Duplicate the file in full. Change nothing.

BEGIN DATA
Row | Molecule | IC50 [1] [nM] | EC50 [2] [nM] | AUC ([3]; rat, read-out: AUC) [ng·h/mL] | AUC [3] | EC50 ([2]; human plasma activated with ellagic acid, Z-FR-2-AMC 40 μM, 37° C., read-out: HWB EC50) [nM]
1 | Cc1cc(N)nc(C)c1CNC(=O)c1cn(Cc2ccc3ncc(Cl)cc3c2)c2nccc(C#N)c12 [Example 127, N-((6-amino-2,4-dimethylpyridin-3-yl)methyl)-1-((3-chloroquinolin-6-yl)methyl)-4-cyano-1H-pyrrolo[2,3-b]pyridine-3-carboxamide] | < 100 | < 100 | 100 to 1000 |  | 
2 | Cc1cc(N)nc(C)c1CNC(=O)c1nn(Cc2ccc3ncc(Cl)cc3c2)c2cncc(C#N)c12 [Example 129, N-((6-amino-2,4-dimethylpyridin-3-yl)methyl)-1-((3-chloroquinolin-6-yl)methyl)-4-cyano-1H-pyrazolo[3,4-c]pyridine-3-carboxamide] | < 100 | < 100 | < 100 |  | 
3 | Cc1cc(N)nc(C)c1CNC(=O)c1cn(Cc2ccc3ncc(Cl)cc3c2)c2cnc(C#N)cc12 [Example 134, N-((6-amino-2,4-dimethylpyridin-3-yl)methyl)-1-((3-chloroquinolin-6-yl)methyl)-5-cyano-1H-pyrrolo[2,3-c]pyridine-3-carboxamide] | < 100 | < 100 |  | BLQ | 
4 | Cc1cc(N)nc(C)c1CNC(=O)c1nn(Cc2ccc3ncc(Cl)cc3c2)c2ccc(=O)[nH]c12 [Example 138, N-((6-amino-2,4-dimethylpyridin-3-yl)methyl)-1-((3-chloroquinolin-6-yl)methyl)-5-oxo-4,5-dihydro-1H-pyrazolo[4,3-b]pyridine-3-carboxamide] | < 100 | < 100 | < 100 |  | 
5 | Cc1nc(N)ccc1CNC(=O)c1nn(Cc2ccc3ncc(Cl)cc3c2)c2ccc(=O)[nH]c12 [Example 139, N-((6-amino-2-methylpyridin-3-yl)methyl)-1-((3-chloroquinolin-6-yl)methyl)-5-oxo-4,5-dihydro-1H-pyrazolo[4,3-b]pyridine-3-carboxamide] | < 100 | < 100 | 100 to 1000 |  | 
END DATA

Row | Molecule | IC50 [1] [nM] | EC50 [2] [nM] | AUC ([3]; rat, read-out: AUC) [ng·h/mL] | AUC [3] | EC50 ([2]; human plasma activated with ellagic acid, Z-FR-2-AMC 40 μM, 37° C., read-out: HWB EC50) [nM]
1 | Cc1cc(N)nc(C)c1CNC(=O)c1cn(Cc2ccc3ncc(Cl)cc3c2)c2nccc(C#N)c12 [Example 127, N-((6-amino-2,4-dimethylpyridin-3-yl)methyl)-1-((3-chloroquinolin-6-yl)methyl)-4-cyano-1H-pyrrolo[2,3-b]pyridine-3-carboxamide] | < 100 | < 100 | 100 to 1000 |  | 
2 | Cc1cc(N)nc(C)c1CNC(=O)c1nn(Cc2ccc3ncc(Cl)cc3c2)c2cncc(C#N)c12 [Example 129, N-((6-amino-2,4-dimethylpyridin-3-yl)methyl)-1-((3-chloroquinolin-6-yl)methyl)-4-cyano-1H-pyrazolo[3,4-c]pyridine-3-carboxamide] | < 100 | < 100 | < 100 |  | 
3 | Cc1cc(N)nc(C)c1CNC(=O)c1cn(Cc2ccc3ncc(Cl)cc3c2)c2cnc(C#N)cc12 [Example 134, N-((6-amino-2,4-dimethylpyridin-3-yl)methyl)-1-((3-chloroquinolin-6-yl)methyl)-5-cyano-1H-pyrrolo[2,3-c]pyridine-3-carboxamide] | < 100 | < 100 |  | BLQ | 
4 | Cc1cc(N)nc(C)c1CNC(=O)c1nn(Cc2ccc3ncc(Cl)cc3c2)c2ccc(=O)[nH]c12 [Example 138, N-((6-amino-2,4-dimethylpyridin-3-yl)methyl)-1-((3-chloroquinolin-6-yl)methyl)-5-oxo-4,5-dihydro-1H-pyrazolo[4,3-b]pyridine-3-carboxamide] | < 100 | < 100 | < 100 |  | 
5 | Cc1nc(N)ccc1CNC(=O)c1nn(Cc2ccc3ncc(Cl)cc3c2)c2ccc(=O)[nH]c12 [Example 139, N-((6-amino-2-methylpyridin-3-yl)methyl)-1-((3-chloroquinolin-6-yl)methyl)-5-oxo-4,5-dihydro-1H-pyrazolo[4,3-b]pyridine-3-carboxamide] | < 100 | < 100 | 100 to 1000 |  | 